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CEO Letter: Riding the Innovation Curve

Our CEO’s three-decade odyssey from Brandeis’s campus and first desktops to the AI innovations reshaping our world today.

Photo via Unsplash

Exactly 30 years ago, I arrived on the Brandeis campus as a freshman with my first desktop computer. It was 1993, I didn’t have a cell phone or a tablet, but my roommate, fresh off a flight from Los Angeles, did have a laptop which was rare at the time. I still remember that feeling of double-clicking the AOL icon on my desktop and hearing the now infamous dial-up handshake. It opened up a new realm of possibilities to the extent that I couldn’t have imagined. Just 3 years later, a classmate and I launched our first internet company to help small businesses get online. We knew that companies would want an online presence but were not yet sophisticated enough to do it on their own. We built a virtual Main Street, scanned Yellow Pages ads, and gave businesses their first presence on the web, it was just slightly too early.

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I’ve spent much of my career on the right and wrong side of technological disruption. From my time in the music industry when Napster gave fans scalable access to free ‘pirated’ music to leading marketing at the Pulitzer Prize-winning Boston Phoenix weekly alternative newspaper, which didn’t expect Craig’s List to decimate our highly profitable classifieds business, I’ve had a front row seat.  

I was determined not to be put in that position again. My subsequent years in digital media and payments showed me the power of leveraging data and mobile connectivity to deliver targeted and personalized messaging that gave brands a new way of engaging with customers in a way that traditional methods would not allow.  I was lucky to be part of ventures that successfully leveraged innovative technology to deliver business value.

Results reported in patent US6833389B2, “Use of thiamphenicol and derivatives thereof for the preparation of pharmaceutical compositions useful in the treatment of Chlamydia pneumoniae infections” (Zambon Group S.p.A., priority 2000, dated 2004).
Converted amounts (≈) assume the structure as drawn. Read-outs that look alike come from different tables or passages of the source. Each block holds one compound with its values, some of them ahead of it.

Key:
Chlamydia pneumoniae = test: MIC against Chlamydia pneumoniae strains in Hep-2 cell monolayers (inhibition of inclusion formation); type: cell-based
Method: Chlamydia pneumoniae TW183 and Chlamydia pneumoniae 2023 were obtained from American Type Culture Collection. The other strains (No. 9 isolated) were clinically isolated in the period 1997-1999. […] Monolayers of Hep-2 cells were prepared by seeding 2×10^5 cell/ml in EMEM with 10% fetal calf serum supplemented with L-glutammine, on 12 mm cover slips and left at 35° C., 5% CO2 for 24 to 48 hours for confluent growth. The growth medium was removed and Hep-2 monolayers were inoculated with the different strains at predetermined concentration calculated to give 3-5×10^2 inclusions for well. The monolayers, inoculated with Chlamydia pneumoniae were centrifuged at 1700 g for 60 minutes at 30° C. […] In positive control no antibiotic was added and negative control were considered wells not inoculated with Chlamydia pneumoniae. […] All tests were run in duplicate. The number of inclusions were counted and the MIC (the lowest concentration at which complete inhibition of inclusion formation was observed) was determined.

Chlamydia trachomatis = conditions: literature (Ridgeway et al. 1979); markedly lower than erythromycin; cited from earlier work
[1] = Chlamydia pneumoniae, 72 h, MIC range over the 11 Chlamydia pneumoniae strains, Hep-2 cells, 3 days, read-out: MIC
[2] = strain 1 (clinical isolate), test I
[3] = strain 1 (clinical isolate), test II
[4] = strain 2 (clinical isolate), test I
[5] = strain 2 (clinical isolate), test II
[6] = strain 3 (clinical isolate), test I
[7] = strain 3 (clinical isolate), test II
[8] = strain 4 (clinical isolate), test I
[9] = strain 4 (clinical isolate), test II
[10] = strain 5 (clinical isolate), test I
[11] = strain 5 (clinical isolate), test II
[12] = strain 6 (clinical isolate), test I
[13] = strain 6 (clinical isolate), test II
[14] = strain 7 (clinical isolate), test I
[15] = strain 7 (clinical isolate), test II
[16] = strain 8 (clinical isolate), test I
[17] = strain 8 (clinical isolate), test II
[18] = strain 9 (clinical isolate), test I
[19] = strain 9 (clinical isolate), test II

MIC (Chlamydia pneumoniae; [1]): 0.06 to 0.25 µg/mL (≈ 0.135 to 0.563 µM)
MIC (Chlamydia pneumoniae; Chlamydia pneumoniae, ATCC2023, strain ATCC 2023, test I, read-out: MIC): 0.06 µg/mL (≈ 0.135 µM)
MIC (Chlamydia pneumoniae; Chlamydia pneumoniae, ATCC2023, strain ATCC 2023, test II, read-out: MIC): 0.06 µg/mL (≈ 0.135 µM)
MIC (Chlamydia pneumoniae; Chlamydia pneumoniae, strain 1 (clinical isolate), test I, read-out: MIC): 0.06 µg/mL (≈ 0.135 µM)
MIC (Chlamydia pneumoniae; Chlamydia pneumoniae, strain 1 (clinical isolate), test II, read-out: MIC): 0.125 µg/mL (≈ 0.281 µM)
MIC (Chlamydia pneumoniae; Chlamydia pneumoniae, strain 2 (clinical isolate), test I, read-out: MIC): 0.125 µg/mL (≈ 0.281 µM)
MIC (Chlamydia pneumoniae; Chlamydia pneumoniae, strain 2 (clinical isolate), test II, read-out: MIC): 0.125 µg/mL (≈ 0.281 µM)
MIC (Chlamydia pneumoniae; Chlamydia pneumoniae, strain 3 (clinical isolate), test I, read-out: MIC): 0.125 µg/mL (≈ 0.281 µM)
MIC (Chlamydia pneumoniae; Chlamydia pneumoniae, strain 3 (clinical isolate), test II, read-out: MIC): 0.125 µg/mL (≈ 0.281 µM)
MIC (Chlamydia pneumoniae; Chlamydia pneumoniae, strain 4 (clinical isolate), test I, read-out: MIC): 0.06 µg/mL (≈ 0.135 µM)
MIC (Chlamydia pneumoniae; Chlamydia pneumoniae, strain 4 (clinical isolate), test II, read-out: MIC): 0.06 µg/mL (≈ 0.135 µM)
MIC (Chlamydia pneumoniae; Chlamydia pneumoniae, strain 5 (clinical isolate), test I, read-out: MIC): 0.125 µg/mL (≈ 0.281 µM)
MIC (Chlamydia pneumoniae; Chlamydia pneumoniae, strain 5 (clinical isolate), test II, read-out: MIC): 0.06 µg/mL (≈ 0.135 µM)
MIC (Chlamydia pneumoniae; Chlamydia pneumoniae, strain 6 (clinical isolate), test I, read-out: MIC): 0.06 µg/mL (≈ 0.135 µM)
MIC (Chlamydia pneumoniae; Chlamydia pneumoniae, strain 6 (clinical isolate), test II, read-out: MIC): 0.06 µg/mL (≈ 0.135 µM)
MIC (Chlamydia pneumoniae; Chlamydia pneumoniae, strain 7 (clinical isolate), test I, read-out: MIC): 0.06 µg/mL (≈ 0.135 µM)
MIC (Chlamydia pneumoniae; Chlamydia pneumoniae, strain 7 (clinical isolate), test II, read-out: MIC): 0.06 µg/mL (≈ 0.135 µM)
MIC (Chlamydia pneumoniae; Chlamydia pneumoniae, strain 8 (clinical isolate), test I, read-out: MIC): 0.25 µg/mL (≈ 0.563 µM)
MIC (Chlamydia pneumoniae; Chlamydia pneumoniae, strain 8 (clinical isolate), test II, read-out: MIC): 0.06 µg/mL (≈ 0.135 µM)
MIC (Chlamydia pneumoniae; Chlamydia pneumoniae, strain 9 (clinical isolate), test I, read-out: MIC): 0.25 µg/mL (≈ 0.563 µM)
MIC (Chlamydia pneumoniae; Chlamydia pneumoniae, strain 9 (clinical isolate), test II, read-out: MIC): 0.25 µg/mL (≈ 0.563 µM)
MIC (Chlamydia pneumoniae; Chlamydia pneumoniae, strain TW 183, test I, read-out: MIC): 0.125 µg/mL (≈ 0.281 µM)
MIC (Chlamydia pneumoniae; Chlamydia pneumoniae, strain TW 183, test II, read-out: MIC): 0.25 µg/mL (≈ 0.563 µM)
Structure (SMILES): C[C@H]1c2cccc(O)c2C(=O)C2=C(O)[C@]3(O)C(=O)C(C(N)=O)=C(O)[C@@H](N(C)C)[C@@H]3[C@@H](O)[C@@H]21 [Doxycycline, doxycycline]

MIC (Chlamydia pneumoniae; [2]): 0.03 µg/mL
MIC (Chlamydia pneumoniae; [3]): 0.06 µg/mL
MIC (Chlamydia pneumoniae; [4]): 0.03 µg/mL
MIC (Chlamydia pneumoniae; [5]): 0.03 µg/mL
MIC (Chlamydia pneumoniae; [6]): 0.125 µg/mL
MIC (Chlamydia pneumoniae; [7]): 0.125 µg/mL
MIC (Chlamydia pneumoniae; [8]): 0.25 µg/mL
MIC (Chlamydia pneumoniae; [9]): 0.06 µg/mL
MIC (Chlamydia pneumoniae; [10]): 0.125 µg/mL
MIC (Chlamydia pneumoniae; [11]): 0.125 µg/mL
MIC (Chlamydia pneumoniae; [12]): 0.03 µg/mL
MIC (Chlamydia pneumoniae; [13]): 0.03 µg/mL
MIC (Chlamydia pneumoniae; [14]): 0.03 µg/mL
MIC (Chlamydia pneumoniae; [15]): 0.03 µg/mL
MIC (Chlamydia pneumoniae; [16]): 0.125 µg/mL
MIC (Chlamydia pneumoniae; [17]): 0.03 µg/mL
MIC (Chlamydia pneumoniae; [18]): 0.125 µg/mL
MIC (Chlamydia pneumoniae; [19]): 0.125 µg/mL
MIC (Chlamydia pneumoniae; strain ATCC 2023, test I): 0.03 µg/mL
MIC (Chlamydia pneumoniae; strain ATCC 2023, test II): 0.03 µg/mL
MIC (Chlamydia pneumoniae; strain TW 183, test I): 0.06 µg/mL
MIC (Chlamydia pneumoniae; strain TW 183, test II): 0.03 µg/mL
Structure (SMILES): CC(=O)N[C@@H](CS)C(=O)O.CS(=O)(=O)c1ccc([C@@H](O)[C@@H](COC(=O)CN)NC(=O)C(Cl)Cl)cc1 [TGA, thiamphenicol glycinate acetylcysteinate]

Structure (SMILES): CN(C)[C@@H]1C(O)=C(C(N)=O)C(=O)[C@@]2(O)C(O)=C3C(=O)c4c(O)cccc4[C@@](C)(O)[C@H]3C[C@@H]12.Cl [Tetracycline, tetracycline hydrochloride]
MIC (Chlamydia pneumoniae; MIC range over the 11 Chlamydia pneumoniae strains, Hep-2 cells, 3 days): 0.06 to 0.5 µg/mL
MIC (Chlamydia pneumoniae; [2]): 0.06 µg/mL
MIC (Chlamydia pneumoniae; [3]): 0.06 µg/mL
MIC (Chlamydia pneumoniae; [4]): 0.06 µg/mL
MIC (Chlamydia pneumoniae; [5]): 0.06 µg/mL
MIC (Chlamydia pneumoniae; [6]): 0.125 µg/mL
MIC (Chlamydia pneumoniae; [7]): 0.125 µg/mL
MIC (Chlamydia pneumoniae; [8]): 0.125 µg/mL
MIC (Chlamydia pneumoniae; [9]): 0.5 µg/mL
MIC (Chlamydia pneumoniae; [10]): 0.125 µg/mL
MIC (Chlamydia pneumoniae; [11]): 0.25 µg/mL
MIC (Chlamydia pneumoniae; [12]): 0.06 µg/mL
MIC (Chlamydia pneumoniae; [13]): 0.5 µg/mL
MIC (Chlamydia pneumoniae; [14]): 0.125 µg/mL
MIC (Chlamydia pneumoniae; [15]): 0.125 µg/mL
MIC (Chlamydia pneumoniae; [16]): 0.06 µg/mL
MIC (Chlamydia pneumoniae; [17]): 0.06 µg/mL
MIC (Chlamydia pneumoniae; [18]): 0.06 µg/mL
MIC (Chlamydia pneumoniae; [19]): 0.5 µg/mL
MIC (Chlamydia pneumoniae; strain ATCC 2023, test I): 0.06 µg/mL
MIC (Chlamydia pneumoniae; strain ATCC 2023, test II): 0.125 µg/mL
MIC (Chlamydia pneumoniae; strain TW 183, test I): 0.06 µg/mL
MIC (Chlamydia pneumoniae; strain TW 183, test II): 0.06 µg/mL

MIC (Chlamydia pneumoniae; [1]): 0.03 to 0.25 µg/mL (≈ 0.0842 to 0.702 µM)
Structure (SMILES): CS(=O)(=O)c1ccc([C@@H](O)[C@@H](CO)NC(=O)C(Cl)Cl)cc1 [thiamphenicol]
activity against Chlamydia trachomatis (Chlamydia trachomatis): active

AI would not exist without the evolution of the core building blocks that we started discussing a decade ago.” 

Techonomy allowed me to take my experience and convene leaders to explore how emerging technologies would transform business and society. Ten years ago, most conversations focused on cloud, social, mobile, and big data. Today, the discussions still revolve around many of the same trends but include all of the emerging technologies resulting from ongoing advancements. Blockchain, mixed reality, quantum computing, the internet of things, and of course, artificial intelligence would not exist without the evolution of the core building blocks that we started discussing a decade ago.     

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This issue shows that innovation, both technological and process driven, can accelerate social and economic progress. From solving the climate crisis to its impact on sports, we need to understand and embrace the opportunities and challenges to come. Our ability to be resilient and adapt to change makes us as humans unique. Our willingness to harness the power of innovation and to understand how it can augment and enhance human capabilities.

While ChatGPT did not write any of this letter, I encourage everyone to try it. It can make you more productive, efficient, and creative if used properly. As a techno-optimist, I hope you will read this issue and be hopeful and excited about the future.

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